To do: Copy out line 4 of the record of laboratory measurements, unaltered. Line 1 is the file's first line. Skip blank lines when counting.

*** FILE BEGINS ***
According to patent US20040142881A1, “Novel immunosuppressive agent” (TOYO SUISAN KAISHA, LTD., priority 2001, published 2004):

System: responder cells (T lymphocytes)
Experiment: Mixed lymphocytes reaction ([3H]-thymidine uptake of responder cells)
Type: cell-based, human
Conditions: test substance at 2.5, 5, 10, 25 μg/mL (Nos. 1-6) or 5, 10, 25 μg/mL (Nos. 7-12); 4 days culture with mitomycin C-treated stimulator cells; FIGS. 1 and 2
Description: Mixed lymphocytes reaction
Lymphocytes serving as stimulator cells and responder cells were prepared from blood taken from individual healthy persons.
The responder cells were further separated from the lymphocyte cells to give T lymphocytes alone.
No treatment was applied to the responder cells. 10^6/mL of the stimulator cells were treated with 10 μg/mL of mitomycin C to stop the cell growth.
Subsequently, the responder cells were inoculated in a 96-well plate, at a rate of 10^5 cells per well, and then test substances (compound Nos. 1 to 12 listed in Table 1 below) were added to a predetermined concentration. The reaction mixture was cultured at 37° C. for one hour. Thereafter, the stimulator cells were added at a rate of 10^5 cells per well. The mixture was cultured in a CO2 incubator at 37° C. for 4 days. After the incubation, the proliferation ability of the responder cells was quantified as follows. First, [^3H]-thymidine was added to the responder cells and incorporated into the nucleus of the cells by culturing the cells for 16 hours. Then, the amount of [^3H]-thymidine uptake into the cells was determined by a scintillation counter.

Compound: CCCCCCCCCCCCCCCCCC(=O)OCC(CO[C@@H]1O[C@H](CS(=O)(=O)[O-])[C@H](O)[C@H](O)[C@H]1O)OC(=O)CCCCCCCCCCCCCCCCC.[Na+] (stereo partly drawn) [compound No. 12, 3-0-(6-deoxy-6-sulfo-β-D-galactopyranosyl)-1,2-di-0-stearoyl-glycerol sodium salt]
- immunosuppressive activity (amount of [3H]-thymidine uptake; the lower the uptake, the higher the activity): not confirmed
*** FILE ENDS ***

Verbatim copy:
Type: cell-based, human